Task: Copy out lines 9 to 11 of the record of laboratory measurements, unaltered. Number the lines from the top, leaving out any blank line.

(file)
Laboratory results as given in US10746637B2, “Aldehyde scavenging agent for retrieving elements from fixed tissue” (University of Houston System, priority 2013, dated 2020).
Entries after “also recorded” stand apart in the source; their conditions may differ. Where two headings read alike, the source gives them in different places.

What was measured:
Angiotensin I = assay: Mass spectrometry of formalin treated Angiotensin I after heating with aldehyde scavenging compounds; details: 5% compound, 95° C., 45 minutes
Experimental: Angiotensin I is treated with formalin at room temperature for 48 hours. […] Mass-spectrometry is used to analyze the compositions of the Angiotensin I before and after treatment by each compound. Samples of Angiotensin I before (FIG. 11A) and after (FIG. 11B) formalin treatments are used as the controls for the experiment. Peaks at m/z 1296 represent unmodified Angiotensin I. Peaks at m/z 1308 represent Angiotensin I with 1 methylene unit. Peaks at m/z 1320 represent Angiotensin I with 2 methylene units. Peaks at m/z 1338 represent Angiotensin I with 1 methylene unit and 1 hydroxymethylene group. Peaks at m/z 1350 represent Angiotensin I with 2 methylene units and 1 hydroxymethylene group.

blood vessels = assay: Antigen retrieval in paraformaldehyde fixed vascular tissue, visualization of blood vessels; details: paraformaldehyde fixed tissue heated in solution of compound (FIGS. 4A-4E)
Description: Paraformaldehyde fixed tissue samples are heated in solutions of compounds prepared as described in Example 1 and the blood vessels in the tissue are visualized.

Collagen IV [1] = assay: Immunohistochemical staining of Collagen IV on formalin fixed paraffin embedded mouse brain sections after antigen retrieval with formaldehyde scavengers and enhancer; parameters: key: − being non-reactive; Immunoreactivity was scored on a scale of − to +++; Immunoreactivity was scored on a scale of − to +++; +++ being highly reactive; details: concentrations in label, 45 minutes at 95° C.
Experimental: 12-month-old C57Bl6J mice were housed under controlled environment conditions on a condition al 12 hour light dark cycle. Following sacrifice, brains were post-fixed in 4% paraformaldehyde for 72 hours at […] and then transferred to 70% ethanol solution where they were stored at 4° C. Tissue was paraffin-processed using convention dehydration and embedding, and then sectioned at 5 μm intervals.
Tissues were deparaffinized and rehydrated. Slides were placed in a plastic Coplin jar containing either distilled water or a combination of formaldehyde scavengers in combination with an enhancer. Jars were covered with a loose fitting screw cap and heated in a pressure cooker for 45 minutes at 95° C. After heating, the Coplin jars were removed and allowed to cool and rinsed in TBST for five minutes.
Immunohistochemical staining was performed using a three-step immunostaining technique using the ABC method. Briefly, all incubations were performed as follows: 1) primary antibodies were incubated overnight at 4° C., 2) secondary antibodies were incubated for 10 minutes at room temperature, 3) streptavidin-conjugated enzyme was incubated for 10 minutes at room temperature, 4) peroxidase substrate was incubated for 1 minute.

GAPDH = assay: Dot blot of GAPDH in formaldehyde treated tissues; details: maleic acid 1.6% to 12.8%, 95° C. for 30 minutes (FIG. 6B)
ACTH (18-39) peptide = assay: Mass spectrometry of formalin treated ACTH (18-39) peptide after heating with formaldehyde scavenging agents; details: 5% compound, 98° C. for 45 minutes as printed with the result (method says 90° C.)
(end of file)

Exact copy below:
Experimental: 12-month-old C57Bl6J mice were housed under controlled environment conditions on a condition al 12 hour light dark cycle. Following sacrifice, brains were post-fixed in 4% paraformaldehyde for 72 hours at […] and then transferred to 70% ethanol solution where they were stored at 4° C. Tissue was paraffin-processed using convention dehydration and embedding, and then sectioned at 5 μm intervals.
Tissues were deparaffinized and rehydrated. Slides were placed in a plastic Coplin jar containing either distilled water or a combination of formaldehyde scavengers in combination with an enhancer. Jars were covered with a loose fitting screw cap and heated in a pressure cooker for 45 minutes at 95° C. After heating, the Coplin jars were removed and allowed to cool and rinsed in TBST for five minutes.
Immunohistochemical staining was performed using a three-step immunostaining technique using the ABC method. Briefly, all incubations were performed as follows: 1) primary antibodies were incubated overnight at 4° C., 2) secondary antibodies were incubated for 10 minutes at room temperature, 3) streptavidin-conjugated enzyme was incubated for 10 minutes at room temperature, 4) peroxidase substrate was incubated for 1 minute.